Tools to help you stay connected during coronavirus
Tools to help you stay connected during coronavirus
One of the challenges of coronavirus is the lack of interaction that lockdown and social distancing creates. However, no matter how far you are from the people you miss, there are several ways of staying connected during this time. We’ve taken a look at some of the most popular platforms for socializing, as well as some more alternative ways of connecting to help you through this pandemic.
If you’ve been attending online lectures you might already be familiar with video conferencing platforms. Zoom, in particular, is a popular tool that’s free to use and enables you to speak with others who also have the programme. Although video tools can’t provide the same level of interaction as in real life, they provide a simulation.
So, why not get a group of friends together for a virtual dinner party or a quiz night? If you use it for your studies, you can also record your lectures in case you miss anything or want to recap on a particular point.
Skype is another well-known and free video platform, connecting people from all over the world. These two tools are similar, but you might find that you have a personal preference for one over the other, so give both a go and see which works best for you.
If you’ve got a smartphone, you can also see the faces of friends and family on your phone using WhatsApp video call. So, if you’re out for a stroll or waiting in a supermarket queue, why not have a quick catch up on your phone?
Both platforms are great for making you feel as though you’re seeing other people and socializing, even if it’s not face-to-face. This type of interaction is so important for your wellbeing and is even associated with having a stronger immune system. If you’re struggling with lockdown, try to reach out to others as they may be feeling the same way and could do with some contact, even if it is virtual.
There was once a time when messaging was restricted to SMS texts to one person at a time. Now that instant messaging platforms are so easy to use and readily accessible, we can stay in touch with lots of people all at the same time, in one free app. Although the novelty of a group chat can dwindle because of endless streams of messages and a constantly pinging inbox, we shouldn’t take this platform for granted. You can reach out to multiple people without needing a long phone conversation. You can also send pictures and videos to keep people updated and involved in your life.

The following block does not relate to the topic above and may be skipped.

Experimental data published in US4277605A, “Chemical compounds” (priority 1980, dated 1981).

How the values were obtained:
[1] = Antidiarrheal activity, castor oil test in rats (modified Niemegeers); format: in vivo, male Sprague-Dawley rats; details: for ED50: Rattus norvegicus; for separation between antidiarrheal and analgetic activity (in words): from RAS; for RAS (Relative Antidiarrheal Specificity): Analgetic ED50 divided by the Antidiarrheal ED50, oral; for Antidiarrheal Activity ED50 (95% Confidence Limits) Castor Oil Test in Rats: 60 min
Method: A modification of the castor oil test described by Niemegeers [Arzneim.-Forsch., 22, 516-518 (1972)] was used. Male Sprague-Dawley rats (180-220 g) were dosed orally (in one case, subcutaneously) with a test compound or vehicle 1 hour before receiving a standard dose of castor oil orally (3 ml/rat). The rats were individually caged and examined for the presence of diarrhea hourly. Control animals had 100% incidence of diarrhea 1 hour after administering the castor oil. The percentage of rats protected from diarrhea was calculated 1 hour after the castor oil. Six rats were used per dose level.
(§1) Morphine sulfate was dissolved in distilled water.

Platforms like Facebook, Instagram and Twitter often receive criticism as there are obvious downfalls to a life based around social media. However, at a time of a global pandemic, perhaps we can gain a new appreciation for such tools. Most of us are accustomed to the functions of these world-leading networks, but are we really making the most of them? Instagram, for example, is a great resource for seeing what other people are up to.
While this can lead to feeling like everyone is enjoying their lives 24/7 (they’re not), it’s also a great platform for gaining inspiration. Maybe you’ll feel motivated to bake a recipe that you’ve seen on everyone’s Instagram story or perhaps you’ve felt inspired to get creative and start painting. The key is to use these platforms for your benefit, so try to check in with yourself and see if they are having a positive or negative influence on you.
Facebook and Twitter are also useful platforms for connecting and sharing information with others. You can follow people you’re interested in to see what they’re posting, and you can interact with others about specific topics and issues. This is particularly relevant within the context of coronavirus where there is so much information to digest.
However, social media can lead to feelings of anxiety, so make sure you’re limiting the time spent looking at these platforms. It’s great to connect with others, but protecting your mental health is vital for staying fit and healthy.
Online community forums
At a time when there is often confusing and contradictory information floating about on the internet, online platforms such as Quora provide a unique space for questions and answers. Forums like Quora allow people to connect from all over the world about absolutely anything.